Building An Angular App With Azure Static Web Apps Service
Nowadays there are so many ways to build and deploy Angular apps such as angular with Java, Angular with Nodejs, serverless, etc. Building with Azure Static Web apps service is one of them and it is recently released by Microsoft Azure and it's in the preview mode. With this service, you can develop modern apps fast with global reach and scale.
You can accelerate your app development with a static front end and dynamic back end powered by serverless APIs. Experience high productivity with tailored local development experience, GitHub native workflows to build and deploy your app, and unified hosting and management in the cloud.
In this post, We will see how we can develop an Angular app with this service with an example frontend and backend NodeJS API calls.
- Benefits of Azure Static Web Apps
- With Other Frameworks
- Example Project
- Create a GitHub Project
- Configure an Azure Static Webapp In Azure
- Folder Structure and Configuration
- Angular Development
- Azure Functions Development
- How To Run the Whole Setup Locally
- Publish the App to Azure
Benefits of Azure Static Web Apps
There are a lot of benefits to using Azure static web apps. If you are looking for a faster development and deployment process with just a git commit you would definitely check this out. Here are some of the benefits according to their website.
- Productivity from local development to GitHub native workflows for CI/CD
- Managed global availability for static content
- Dynamic scale for serverless APIs
- Streamlined management including custom domain configuration and authentication and authorization
With Other Frameworks
You can build Azure static web apps with any frontend framework. Check out the same article with other frameworks.
You need to know a lot of things as prerequisites if you want to understand the Azure Static web apps service. First, you need to create two accounts: a Github account to store the source code and Microsoft Account to deploy that code using Azure static web app service. Let’s create these accounts by following the below links. You can start both for free.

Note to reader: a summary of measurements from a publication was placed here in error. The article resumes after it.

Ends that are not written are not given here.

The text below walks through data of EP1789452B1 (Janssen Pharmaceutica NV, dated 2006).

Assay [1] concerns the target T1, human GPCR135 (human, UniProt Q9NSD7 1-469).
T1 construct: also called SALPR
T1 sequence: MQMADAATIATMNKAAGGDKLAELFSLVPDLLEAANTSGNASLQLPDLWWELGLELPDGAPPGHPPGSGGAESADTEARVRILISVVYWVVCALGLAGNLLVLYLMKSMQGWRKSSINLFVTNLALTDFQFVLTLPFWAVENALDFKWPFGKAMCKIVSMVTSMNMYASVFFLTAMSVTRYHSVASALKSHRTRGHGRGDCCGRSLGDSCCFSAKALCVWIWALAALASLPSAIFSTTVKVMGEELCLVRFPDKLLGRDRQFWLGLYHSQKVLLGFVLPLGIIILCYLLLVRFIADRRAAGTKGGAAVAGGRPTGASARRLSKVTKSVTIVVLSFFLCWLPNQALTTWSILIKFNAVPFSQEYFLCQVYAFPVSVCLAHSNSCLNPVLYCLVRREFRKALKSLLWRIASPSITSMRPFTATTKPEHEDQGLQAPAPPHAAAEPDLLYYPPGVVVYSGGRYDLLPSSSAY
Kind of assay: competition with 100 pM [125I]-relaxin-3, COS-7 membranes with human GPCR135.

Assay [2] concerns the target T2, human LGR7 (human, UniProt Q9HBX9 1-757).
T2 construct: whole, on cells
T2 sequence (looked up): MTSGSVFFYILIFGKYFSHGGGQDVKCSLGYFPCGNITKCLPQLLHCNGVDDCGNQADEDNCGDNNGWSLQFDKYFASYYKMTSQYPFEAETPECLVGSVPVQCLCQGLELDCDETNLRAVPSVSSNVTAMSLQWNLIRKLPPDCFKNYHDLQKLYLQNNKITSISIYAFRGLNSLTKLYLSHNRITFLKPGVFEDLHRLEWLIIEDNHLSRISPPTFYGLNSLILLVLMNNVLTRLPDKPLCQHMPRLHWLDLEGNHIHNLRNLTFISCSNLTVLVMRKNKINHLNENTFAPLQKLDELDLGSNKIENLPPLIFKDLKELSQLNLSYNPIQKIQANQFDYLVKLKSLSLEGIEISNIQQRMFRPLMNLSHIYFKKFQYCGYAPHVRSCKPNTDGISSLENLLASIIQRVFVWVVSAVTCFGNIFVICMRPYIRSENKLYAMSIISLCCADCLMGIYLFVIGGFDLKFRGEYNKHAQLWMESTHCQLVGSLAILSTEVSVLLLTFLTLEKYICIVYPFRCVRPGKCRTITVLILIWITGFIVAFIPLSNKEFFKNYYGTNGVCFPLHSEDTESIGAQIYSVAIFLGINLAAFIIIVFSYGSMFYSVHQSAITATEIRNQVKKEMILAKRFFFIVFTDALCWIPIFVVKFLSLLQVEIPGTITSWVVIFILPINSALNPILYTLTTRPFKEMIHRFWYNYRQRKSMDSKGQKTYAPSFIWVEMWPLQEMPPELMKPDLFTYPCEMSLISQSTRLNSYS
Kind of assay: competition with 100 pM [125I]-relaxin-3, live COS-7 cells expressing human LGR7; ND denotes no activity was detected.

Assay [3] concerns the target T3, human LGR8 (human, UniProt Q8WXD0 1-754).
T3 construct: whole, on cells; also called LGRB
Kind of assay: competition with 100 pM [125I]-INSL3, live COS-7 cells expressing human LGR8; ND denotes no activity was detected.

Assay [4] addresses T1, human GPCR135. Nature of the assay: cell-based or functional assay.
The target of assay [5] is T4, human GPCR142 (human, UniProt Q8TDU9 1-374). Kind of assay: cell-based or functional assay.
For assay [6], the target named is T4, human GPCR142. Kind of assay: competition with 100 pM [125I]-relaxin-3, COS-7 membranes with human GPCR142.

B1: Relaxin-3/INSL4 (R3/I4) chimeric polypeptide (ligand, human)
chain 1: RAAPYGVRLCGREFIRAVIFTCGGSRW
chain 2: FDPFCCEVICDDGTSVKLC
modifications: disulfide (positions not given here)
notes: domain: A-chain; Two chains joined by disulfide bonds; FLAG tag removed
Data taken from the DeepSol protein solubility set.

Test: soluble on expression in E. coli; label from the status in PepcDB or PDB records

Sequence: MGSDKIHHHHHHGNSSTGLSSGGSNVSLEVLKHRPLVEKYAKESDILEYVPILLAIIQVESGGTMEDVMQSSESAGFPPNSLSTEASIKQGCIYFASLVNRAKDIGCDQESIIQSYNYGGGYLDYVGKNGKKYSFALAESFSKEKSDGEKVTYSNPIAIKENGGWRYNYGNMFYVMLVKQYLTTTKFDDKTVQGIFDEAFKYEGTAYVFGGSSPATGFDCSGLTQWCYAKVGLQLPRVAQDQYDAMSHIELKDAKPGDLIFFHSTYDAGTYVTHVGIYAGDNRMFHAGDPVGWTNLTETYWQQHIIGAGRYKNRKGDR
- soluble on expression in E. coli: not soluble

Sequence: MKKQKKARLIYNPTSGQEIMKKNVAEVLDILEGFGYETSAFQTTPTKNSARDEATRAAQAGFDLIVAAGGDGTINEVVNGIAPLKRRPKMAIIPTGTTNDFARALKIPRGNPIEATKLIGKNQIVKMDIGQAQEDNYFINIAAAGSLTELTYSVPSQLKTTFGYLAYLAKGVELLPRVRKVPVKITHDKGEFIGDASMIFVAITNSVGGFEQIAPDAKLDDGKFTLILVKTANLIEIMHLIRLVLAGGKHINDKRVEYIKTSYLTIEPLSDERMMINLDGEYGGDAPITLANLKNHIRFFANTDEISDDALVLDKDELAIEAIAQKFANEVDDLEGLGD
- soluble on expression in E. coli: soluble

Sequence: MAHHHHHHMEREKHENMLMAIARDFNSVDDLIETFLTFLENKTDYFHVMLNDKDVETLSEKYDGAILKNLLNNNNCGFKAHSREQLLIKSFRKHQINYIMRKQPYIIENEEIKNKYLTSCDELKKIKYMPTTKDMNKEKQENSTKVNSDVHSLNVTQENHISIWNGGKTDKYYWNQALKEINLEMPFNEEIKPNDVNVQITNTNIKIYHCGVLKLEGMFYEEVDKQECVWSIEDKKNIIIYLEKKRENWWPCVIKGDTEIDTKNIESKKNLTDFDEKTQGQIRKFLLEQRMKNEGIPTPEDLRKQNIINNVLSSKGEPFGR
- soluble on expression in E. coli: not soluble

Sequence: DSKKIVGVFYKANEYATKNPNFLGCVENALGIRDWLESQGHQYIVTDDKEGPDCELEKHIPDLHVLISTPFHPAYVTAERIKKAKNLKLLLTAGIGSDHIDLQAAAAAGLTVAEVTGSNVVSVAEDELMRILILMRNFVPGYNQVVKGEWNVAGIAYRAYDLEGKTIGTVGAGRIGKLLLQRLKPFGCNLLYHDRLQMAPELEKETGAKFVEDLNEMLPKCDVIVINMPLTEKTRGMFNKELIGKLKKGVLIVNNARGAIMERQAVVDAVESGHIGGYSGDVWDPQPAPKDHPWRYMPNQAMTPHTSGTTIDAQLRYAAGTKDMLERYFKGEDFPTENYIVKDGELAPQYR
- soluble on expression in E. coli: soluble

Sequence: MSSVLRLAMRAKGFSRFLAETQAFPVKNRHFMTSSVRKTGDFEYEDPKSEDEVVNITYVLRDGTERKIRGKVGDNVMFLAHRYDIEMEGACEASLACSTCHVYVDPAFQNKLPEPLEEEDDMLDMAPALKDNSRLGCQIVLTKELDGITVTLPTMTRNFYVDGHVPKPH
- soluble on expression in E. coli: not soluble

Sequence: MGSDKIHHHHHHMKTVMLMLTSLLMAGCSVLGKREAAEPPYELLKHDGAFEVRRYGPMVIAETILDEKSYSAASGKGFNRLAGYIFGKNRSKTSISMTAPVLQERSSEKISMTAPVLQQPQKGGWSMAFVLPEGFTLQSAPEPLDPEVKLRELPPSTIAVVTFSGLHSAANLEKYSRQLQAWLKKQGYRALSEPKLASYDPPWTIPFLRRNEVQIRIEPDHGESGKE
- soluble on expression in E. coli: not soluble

Since we are building an Angular application you need to be familiar with Angular CLI, nodejs, and typescript. First, you need to install NodeJS, Angular CLI and then you can create an application with Angular CLI.
All the API code that you develop for the application will be converted to Azure functions at the time of deployment. You need to be familiar with the following. When you make API calls from your app you need to proxy those calls to API you need a Live Server extension for that.
Here is an example of a simple todo application that creates, retrieves, edits, and deletes tasks. In a normal way, we actually run the API on the NodeJS server and you can use MongoDB to save all these tasks.
When it comes to Azure Static web apps you have to run the API with Azure Functions. We need to go through a series of steps to set it up. Let's dive into those steps in the following sections.
Create a GitHub Project
Azure Static Web Apps publishes websites to a production environment by building apps from a GitHub repository. If you don’t have a Github account it's time to create one. I created a repository for the project called angular-azure-static-web-app.
Configure an Azure Static Webapp In Azure
You need to create a Microsoft Azure account before you do anything. Once you log in and you can click on create a resource and select Static Web App
You can go to this below page gives all the necessary details such as Resource Group, name, region, etc. You should log in to your Github account under the source Control Details section and select appropriate details such as the repo, branch to trigger the action, etc.